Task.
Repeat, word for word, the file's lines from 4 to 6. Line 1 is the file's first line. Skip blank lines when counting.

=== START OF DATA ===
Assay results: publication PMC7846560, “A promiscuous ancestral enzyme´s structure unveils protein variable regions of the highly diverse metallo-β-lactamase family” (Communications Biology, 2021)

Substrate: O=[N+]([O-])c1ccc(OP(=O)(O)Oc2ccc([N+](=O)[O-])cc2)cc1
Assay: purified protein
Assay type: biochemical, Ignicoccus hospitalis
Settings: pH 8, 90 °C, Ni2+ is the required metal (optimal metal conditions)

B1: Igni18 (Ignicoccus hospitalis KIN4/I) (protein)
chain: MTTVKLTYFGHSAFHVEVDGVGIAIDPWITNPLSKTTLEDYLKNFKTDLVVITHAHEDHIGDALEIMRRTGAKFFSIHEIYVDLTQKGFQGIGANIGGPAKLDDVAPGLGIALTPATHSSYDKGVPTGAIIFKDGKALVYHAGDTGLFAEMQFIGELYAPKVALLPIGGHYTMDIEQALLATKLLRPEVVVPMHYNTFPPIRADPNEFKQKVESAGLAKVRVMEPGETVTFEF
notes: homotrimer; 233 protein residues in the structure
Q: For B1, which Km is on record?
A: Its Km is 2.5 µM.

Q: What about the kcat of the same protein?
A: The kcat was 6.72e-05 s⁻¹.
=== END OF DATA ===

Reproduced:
Assay type: biochemical, Ignicoccus hospitalis
Settings: pH 8, 90 °C, Ni2+ is the required metal (optimal metal conditions)

B1: Igni18 (Ignicoccus hospitalis KIN4/I) (protein)